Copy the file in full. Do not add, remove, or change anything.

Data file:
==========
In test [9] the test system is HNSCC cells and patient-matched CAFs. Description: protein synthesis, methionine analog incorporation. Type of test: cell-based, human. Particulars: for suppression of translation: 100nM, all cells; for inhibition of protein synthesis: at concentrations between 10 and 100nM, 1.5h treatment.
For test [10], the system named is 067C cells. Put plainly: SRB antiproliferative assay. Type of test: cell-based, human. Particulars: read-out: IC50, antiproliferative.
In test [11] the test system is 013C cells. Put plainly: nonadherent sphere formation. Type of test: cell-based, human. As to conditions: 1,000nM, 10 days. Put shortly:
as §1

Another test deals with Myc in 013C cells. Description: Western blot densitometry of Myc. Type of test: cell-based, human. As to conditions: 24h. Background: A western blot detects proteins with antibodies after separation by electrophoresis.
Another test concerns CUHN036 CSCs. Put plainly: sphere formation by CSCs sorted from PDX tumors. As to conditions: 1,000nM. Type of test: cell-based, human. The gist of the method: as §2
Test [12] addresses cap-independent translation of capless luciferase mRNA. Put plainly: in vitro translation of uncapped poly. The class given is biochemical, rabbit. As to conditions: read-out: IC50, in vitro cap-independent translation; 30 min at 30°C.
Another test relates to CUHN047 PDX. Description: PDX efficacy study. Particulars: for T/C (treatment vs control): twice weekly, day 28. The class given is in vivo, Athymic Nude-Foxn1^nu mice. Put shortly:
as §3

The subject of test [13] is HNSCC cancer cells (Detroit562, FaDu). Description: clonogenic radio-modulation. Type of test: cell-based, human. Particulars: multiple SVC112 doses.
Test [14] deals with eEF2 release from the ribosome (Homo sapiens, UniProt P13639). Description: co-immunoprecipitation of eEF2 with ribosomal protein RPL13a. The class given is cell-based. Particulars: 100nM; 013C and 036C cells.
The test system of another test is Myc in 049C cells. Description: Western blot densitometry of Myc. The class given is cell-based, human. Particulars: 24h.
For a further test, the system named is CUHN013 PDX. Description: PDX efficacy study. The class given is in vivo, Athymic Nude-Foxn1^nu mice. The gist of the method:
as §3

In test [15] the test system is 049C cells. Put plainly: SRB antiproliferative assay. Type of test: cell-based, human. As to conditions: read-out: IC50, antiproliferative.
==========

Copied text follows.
In test [9] the test system is HNSCC cells and patient-matched CAFs. Description: protein synthesis, methionine analog incorporation. Type of test: cell-based, human. Particulars: for suppression of translation: 100nM, all cells; for inhibition of protein synthesis: at concentrations between 10 and 100nM, 1.5h treatment.
For test [10], the system named is 067C cells. Put plainly: SRB antiproliferative assay. Type of test: cell-based, human. Particulars: read-out: IC50, antiproliferative.
In test [11] the test system is 013C cells. Put plainly: nonadherent sphere formation. Type of test: cell-based, human. As to conditions: 1,000nM, 10 days. Put shortly:
as §1

Another test deals with Myc in 013C cells. Description: Western blot densitometry of Myc. Type of test: cell-based, human. As to conditions: 24h. Background: A western blot detects proteins with antibodies after separation by electrophoresis.
Another test concerns CUHN036 CSCs. Put plainly: sphere formation by CSCs sorted from PDX tumors. As to conditions: 1,000nM. Type of test: cell-based, human. The gist of the method: as §2
Test [12] addresses cap-independent translation of capless luciferase mRNA. Put plainly: in vitro translation of uncapped poly. The class given is biochemical, rabbit. As to conditions: read-out: IC50, in vitro cap-independent translation; 30 min at 30°C.
Another test relates to CUHN047 PDX. Description: PDX efficacy study. Particulars: for T/C (treatment vs control): twice weekly, day 28. The class given is in vivo, Athymic Nude-Foxn1^nu mice. Put shortly:
as §3

The subject of test [13] is HNSCC cancer cells (Detroit562, FaDu). Description: clonogenic radio-modulation. Type of test: cell-based, human. Particulars: multiple SVC112 doses.
Test [14] deals with eEF2 release from the ribosome (Homo sapiens, UniProt P13639). Description: co-immunoprecipitation of eEF2 with ribosomal protein RPL13a. The class given is cell-based. Particulars: 100nM; 013C and 036C cells.
The test system of another test is Myc in 049C cells. Description: Western blot densitometry of Myc. The class given is cell-based, human. Particulars: 24h.
For a further test, the system named is CUHN013 PDX. Description: PDX efficacy study. The class given is in vivo, Athymic Nude-Foxn1^nu mice. The gist of the method:
as §3

In test [15] the test system is 049C cells. Put plainly: SRB antiproliferative assay. Type of test: cell-based, human. As to conditions: read-out: IC50, antiproliferative.